The story of ink in my family has a contradictory history. When I was a young'un only servicemen, convicts and rowdies sported a tattoo. My father's cousin, also his business partner had a bleary blue tattoo of a navy anchor on his forearm. He had an enormous amount of bushy hair that concealed the artwork but I found it fascinating. Other veterans of WWII and Korea brought home similar patterns and my dad's cousin's story was more amazing when I found he had laid on an enemy battlefield for three days with shrapnel in his head, his men leaving him for dead. Thus, the brave and valiant warrior came home marked from his trials.
I walked out of an 8 1/2 year marriage and for some reason my father assumed that my first order of procedure would be to find a new husband.
He instructed me to take my time, look around, get to know different kinds of men. This from the guy who wouldn't let me cross the street until I was five. Seventeen years later we were watching one of Sonny's famous slide shows and a picture of my sister-in-law and I flashed up on the screen. I have my arms outstretched and fingers pointing up as if demonstrating a measured length. Sonny who had a few beers commented to the assembled group, "there's Dawn talking about the one who got away and she doesn't mean a fish." Oh, let the earth open up and I be swallowed.
My first sailor had his astrological sign inked onto his upper arm and he was Sagittarius, the winged hunter, but just the loaded crossbow was imprinted on his skin. Never mind that every horoscope I read on the sign stressed the irresponsibility, the footloose demeanor, the infidelity of that birth class. This clashed with my Taurus bull, so logical and anally retentive. None of those attributes surfaced in the young man but it didn't work out because the only things we had in common were food and sex and I could not take him home to meet my father. My mother when she eventually met him loved the boy on sight, as she did all my boyfriends.
Another fellow named Jerome did a homemade job on himself while sitting through a boring civics class. He got the first four letters of his name carved into his forearm with a pocket knife and ball point pen. When I asked why he didn't finish he said, "the class ended." A third fellow was raised in an affluent south berg neighborhood, first born and devilishly handsome and riding the biggest baddest Harley this town has ever seen. Evidently when he and his cohorts broke into a neighborhood deli to borrow some cigarettes and steaks the local jurisdiction decided they would not forgive and forget as his doting mother always did and he got eighteen months in lock-up. Feeling the victim he had BORN LOSER in thick block letters engraved across his bicep. I never saw the original tattoo and by the time I met him he had decided he had some worth and had a huge turquoise peacock emblazoned over the words. Each letter was incorporated into one of the eyes on the tail feathers.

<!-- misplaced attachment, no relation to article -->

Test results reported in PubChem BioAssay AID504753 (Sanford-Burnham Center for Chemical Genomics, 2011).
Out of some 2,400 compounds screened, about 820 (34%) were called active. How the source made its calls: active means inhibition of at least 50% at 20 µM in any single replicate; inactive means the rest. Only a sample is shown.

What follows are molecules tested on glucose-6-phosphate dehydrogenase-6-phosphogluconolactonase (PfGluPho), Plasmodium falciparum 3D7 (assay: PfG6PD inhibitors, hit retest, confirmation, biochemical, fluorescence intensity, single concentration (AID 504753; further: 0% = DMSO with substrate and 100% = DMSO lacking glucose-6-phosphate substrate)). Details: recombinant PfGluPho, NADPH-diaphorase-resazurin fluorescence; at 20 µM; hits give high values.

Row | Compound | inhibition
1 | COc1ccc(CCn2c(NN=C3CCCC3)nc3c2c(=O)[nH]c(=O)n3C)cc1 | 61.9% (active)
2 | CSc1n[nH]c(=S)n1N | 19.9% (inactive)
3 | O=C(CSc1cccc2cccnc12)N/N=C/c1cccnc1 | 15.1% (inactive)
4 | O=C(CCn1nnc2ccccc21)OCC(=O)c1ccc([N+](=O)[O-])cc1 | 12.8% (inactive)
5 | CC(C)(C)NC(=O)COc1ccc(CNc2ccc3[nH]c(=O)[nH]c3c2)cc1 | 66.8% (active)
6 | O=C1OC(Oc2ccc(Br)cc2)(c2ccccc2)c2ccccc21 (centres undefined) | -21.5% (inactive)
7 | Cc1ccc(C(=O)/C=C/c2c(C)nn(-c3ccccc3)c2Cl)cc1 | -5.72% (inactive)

To my credit, barely, my children did not meet these clowns. Mea culpa.
I got past my bad boy stage and started dating men who read newspapers and voted. It had been an interesting stretch of my life and I felt something had been burned out of me.
At the age of 16 my son Jason got my attention by saying he was thinking of getting a tattoo. Oh, I was ready for this one and I reminded him that until he was 18 I owned him, mind, body and soul. It's a simple statement and does not leave room for discussion. I had become my German father. Two years later I was frying pork chops and the boy came up behind me. "Remember when you said I had to wait until I was 18 to get a tattoo?"he started. My parent's mind began drawing into its vortex all argumentative points regarding the subject. "Well, I got one," he ended. It's one of those parental moments that you remember always, the look of the room, the way the sunset came through the window, my youngest son looking up from the kitchen table. I sighed, "do you know how many hours I spent when you were a baby rubbing lotion onto your skin?" He countered "thanks, Mom! The tattoo guy said I had great skin!" Gr-r-r. He had slashes of varying lengths crisscrossing his bicep. But what does it mean, I asked. He didn't know, some kind of east Indian symbol. He's going to be walking down the streets of New York and some Indian will read his arm and accost him thinking Jason has insulted the guy's mother. And tattooing like so many other self-absorbed hobbies is addictive and years later Jason had Japanese koi stencilled across his back, gently turning towards each other. And his last was around his bony ankle, "that one hurt," he says and that proves a point. Don't get inked on a bony area, find a pad of fat which leads up to my tattoo.